What is possible is preparation, by creating a society that can correct its course, to adapt. The way we govern and run our economies is not now structured in a way that it would even be possible to transition successfully to a lower energy world. This is something we can change, and we will need to in the coming years. In their book, A Prosperous Way Down, the Odums laid out a pathway for preparation, transition, and descent. The policies and actions for preparation are what we should be working towards now. A recent work by Richard Wilkenson and Kate Pickett, The Spirit Level, provides strong evidence for action towards perhaps the most important step for adjusting society to be able to descend: reduction of inequality. They present evidence linking higher inequality to increased instances mental health issues, increased drug use, decreased physical health and life expectancy, decreased average educational performance, higher rate of teenage births, higher rates of violent crimes, higher rates of imprisonment, and fewer opportunities for upward mobility. The authors compared degree of inequality and social ills between 23 rich countries, and within the 50 US States, and found statistically significant relationships between inequality and all the problems listed above. The US has the highest degree of inequality in the world, with the gap increasing rapidly for the past 30 years. Continue reading Prosperous Equality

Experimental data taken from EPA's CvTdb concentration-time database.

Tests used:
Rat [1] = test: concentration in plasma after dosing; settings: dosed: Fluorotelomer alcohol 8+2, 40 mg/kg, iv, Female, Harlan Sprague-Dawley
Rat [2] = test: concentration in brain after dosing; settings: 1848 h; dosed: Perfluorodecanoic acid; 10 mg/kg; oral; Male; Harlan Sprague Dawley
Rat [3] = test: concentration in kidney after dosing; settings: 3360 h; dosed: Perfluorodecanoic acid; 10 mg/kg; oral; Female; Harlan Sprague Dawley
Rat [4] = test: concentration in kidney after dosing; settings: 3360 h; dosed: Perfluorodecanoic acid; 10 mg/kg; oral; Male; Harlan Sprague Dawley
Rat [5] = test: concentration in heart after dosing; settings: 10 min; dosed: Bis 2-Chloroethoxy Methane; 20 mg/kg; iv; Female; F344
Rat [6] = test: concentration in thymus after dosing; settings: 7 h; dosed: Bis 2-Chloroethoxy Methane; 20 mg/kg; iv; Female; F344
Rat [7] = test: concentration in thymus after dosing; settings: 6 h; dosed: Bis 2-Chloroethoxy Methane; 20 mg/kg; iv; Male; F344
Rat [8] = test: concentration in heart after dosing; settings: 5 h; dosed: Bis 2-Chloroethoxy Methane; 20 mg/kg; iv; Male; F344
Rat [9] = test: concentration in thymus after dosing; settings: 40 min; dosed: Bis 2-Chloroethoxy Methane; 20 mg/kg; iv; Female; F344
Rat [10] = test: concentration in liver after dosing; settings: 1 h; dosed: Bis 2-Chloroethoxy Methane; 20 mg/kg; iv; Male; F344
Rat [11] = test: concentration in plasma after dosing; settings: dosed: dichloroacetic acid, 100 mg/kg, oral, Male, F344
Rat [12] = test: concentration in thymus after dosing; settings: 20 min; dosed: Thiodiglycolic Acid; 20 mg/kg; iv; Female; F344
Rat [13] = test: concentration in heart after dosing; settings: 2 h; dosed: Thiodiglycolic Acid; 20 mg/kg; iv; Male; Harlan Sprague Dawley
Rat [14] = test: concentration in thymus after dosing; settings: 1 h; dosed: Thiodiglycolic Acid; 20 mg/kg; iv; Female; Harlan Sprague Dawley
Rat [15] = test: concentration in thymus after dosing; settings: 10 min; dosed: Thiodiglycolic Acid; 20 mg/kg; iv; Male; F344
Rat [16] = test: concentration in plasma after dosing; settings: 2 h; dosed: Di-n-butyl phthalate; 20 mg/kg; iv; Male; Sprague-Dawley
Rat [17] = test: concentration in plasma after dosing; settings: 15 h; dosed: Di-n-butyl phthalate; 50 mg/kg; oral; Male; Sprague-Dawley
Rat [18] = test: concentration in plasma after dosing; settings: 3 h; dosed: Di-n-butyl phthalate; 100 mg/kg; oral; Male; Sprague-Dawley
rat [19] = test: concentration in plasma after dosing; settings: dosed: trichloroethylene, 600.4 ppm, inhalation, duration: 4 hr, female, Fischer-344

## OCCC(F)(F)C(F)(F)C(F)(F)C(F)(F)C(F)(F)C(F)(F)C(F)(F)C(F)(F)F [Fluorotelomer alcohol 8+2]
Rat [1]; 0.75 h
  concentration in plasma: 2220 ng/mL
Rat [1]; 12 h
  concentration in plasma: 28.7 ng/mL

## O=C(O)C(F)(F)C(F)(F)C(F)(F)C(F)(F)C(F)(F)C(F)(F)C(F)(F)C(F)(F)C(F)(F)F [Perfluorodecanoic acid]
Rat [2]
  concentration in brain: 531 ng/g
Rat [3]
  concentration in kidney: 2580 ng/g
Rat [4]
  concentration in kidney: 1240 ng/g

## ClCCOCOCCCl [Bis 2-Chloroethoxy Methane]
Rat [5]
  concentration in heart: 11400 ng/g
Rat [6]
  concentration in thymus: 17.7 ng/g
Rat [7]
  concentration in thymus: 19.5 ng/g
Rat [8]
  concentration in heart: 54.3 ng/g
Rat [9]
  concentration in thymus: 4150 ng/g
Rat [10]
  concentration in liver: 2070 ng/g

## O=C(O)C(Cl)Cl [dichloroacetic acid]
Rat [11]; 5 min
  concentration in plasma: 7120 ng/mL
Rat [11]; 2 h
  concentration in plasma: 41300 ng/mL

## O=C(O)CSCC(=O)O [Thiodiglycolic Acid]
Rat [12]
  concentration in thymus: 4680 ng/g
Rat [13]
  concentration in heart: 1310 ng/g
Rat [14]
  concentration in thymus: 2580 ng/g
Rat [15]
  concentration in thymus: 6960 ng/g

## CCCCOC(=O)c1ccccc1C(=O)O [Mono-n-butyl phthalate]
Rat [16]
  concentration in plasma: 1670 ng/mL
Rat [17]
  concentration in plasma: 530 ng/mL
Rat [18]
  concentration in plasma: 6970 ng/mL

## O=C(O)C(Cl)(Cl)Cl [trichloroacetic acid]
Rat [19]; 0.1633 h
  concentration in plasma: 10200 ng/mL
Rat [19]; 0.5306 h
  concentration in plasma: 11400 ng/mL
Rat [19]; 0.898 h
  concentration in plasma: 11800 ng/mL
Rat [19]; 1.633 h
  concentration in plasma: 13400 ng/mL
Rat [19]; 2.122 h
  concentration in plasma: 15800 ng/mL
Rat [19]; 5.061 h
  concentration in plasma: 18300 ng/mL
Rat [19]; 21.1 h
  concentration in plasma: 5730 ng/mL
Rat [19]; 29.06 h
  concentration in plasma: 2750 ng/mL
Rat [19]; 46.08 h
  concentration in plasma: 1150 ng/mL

By Elliott Campbell
In my experience the concept of a “prosperous way down” from the perspective of one immersed in the current cultural and economic paradigm of constant growth is anathema to some and dubious to most. I was asked to speak to two environmental groups, The Baltimore Green Forum and the Greenbelt Climate Action Network, as a result of the post I wrote for this blog last October. While the organizers of the groups, Sam Hopkins and Lore Rosenthal, of BGF and GCAN, respectively, were very supportive I was skeptical of the reception the ideas espoused by the Odums in A Prosperous Way Down would receive. This fear caused me to debate whether or not to present prosperous way in the class I taught last semester at University of Maryland, Energy and the Environment. However, I strongly believe that talking about the prosperous way down, spreading the knowledge, is one of, if not the, most important contributions I can make to society as a scientist, so agreed to both presentations and made the prosperous way down lecture the last lecture in the class.
When communicating these problems I find it is informative to think in terms of Paul Chefurka’s 5 stages of awareness, analogous to the Kubler-Ross model 5 stages of grief. Continue reading Pushing the Prosperous Way Down
By Mary Logan
I’ve stayed away from politics pointedly in posts, because voting for either party is still just voting for growth, with different labels applied. I do not believe that the current corporate giveaway that we call a political system is fixable unless we elect a leader who is ecologically and energetically literate. I doubt that will happen. That said, here is an earth day wish for real servant leadership which would fix our problems. The post is directed at a specific leader, Obama, since the United States is the worst offender in terms of extreme behavior and unsustainability.